-------(*)/ (*)

TMitchell's picture

(post #89203, reply #14 of 24)

Thanks for the input everyone.  I'm going to press for clarity on regular use vs. occasional use to see if 12 people with 30" each is really necessary.  In any case, it sounds like I'm looking at 8'+.

Any opinions on whether there would be any abnormal issues with making a solid top this size?  I know it will be a trick to get good stock at 8'-10' thats flat enough, but that's something that can be dealt with.  Good support beams will also be important for sure, but the only table I've done that's close to this size was rectangular and had aprons and bread board ends to keep everything flat.

On the other side of the coin, I'm not veneer expert.  When doing a multi-piece veneer this size, is it just like any other multi-piece veneer that you tape together and glue down all at once with a gigantic vacuum press?  Any other way to do this?  And what about a substrate this size... obviously one sheet of 3/4 baltic birch isn't going to do it for this thing.


DonStephan's picture

(post #89203, reply #15 of 24)

Does anyone have any rules of thumb for the diameter of a round pedestal base in relation to the diameter of the round top?  I thought my design book (at the workshop) recommended the base be no more than 12" inside the "dripline" of the top, meaning an 8' diameter tabletop would have a base at least 6' in diameter.  This would also mean the chairs might not fully fit under the tabletop.

robkress's picture

(post #89203, reply #16 of 24)


I made a 6' round table when I moved into my house. Perfect for 6 people. I made mine with 6 legs so everyone would have a clear sitting position. Could seat 8 if I needed to but six is very comfortable.

Two things....
you can't even imagine how hard it is to deal with a 6' round table in construction. Man, it's just big and hard to handle. Moving, finishing, etc will be tough. Enough to require help at times.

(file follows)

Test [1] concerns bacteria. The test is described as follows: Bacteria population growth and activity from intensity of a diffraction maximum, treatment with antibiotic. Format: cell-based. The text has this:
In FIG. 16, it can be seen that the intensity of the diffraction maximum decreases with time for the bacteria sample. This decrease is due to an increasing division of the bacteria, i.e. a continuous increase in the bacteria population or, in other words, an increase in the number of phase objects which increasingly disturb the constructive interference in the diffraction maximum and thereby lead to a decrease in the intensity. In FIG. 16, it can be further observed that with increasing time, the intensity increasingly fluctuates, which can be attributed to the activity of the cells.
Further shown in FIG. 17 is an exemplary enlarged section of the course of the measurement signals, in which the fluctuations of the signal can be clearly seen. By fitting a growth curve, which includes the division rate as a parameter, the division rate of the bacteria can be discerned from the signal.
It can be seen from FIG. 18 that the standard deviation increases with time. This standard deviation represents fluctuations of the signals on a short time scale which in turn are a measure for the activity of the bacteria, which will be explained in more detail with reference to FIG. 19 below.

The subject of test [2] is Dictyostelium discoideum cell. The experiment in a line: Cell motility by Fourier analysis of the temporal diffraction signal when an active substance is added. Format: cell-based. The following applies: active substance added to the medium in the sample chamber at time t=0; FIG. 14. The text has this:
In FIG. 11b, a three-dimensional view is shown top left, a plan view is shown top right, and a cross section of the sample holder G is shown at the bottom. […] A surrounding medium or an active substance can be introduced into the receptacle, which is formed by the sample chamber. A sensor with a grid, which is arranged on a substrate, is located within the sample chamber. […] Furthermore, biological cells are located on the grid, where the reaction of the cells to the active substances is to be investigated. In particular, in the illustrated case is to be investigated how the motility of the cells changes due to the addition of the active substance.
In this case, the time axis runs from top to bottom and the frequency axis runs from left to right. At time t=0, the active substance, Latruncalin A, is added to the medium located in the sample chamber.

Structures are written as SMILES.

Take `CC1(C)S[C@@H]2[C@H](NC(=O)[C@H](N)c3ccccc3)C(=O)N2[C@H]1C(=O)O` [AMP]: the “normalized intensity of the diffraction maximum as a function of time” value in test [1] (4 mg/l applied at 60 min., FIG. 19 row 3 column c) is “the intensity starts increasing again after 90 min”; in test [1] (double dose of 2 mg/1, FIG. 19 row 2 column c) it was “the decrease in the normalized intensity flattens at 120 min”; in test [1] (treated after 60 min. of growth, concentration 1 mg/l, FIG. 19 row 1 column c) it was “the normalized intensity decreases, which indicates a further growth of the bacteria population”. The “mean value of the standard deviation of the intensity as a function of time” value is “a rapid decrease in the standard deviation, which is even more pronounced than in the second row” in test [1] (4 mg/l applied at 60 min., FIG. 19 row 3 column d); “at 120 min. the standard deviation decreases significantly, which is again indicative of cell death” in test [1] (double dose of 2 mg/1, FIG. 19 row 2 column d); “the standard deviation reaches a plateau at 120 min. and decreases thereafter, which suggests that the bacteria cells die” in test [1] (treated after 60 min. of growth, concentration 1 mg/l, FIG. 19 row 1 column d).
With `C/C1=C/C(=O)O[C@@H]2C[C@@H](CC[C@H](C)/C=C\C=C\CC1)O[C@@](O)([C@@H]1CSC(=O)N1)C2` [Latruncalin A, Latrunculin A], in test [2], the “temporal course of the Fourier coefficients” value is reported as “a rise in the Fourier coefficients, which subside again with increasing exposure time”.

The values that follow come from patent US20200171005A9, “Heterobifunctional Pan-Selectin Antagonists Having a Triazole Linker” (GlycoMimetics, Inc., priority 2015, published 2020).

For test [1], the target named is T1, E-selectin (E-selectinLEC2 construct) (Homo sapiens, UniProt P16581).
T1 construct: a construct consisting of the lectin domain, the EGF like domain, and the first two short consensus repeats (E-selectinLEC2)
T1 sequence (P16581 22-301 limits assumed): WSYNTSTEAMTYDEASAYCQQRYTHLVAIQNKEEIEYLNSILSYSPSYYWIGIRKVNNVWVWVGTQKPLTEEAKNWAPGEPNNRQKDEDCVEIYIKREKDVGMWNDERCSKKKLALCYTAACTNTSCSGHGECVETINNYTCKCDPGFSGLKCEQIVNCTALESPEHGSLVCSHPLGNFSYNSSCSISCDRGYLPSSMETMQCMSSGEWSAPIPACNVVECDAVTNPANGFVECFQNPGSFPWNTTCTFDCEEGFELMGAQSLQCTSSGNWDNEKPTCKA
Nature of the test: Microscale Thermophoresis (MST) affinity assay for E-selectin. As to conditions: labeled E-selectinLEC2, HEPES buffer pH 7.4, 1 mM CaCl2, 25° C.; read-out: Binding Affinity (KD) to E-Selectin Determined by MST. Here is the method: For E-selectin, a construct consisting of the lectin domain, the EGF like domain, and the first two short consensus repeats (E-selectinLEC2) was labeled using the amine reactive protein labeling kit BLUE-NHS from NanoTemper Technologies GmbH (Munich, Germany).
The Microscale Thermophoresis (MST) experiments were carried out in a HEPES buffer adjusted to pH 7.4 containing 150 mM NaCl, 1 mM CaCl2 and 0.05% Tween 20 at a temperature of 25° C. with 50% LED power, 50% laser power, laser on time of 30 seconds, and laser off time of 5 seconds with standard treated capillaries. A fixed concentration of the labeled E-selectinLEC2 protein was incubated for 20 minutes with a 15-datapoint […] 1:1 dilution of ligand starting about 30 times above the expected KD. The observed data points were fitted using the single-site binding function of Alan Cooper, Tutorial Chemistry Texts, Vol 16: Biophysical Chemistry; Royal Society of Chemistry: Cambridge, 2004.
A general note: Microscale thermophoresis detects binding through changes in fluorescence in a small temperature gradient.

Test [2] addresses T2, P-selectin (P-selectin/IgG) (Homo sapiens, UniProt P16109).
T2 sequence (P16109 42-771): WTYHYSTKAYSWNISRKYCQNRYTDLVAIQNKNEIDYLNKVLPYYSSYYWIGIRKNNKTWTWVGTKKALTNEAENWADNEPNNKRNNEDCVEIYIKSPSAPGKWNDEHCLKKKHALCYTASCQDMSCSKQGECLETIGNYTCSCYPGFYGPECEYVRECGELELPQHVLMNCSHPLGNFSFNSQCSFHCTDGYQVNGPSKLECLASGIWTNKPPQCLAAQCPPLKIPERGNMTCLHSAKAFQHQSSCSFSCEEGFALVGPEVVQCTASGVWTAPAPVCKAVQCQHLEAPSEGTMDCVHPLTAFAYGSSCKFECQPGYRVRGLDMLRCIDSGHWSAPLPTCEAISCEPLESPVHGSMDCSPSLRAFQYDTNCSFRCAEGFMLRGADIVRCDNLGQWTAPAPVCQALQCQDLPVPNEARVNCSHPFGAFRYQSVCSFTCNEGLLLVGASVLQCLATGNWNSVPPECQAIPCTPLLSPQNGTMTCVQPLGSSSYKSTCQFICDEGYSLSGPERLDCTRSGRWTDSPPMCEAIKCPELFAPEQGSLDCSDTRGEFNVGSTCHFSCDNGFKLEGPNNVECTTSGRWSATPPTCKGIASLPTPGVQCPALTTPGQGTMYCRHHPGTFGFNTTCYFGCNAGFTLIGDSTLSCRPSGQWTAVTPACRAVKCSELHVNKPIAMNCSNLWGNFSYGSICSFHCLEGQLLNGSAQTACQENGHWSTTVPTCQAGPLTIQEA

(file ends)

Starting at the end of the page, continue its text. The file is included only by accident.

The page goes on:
mine curled up like a pringle on one edge after manufacture and before finish (like 4" inches off plane....seriously pringle). Just a bad circumstance of beech lumber and bad timing. Cut it and finish it as soon as possible. If you can use very stable solid hardwood or figure out how to veneer an engineered interior. After a couple of weeks of trying to persuade my pringle back into shape, I gave up and cut it off. Glued on new boards and recut. Big huge pain. And really, it's still not perfect (which drives me crazy cause I'm the kind of guy who works with micrometers).

Rob Kress

SgianDubh's picture

(post #89203, reply #17 of 24)

"When doing a multi-piece veneer this size, is it just like any other multi-piece veneer that you tape together and glue down all at once with a gigantic vacuum press?  Any other way to do this?"

Yes. It's simple. You sub-contract the job out to a veneer laying specialist. They do it at about US$15-$20 a square foot in maple or cherry; more per square foot for an exotic species, and you pass on the cost to your customer with a suitable mark-up, eg, 50%.

There are plenty of issues in doing a top this size in solid wood. If you're not already aware of them and know how to deal with those issues I suspect you might be biting off more than you can chew, particularly if you are dealing with paying customers. You have to get it right for paying customers; you cannot afford to be fishing around hopefully for the right technique when there's big money involved, and a table like this will involve big money requiring a maker that knows what they're doing. Slainte.

KeithNewton's picture

(post #89203, reply #18 of 24)

I have to agree with Richard on this.

But first, Just because the customer says they want a round table that will seat 12 doesn't mean that they know what they are saying. It is your job to talk them into facing reality. This format is impractical, and you need to tell and show them that as you guide them onto a better path.

You should not even consider making a table that requires someone to crawl out on top of it to clean the middle third of it.

An Ellipse approximately 10 ~ 12' X 5' would look so much sweeter, without getting too wide in the middle.

Shoemaker1's picture

(post #89203, reply #23 of 24)

I picked up the FWW how to design furniture magazine a couple weeks ago. page 63 discusses table dimensions. there largest round table is 60 inches for 6 people.

I think you would have to make some kind of torsion box construction to keep it flat, and /or droop over time.

Richard makes some good points! I think an eliplical table would be more practical.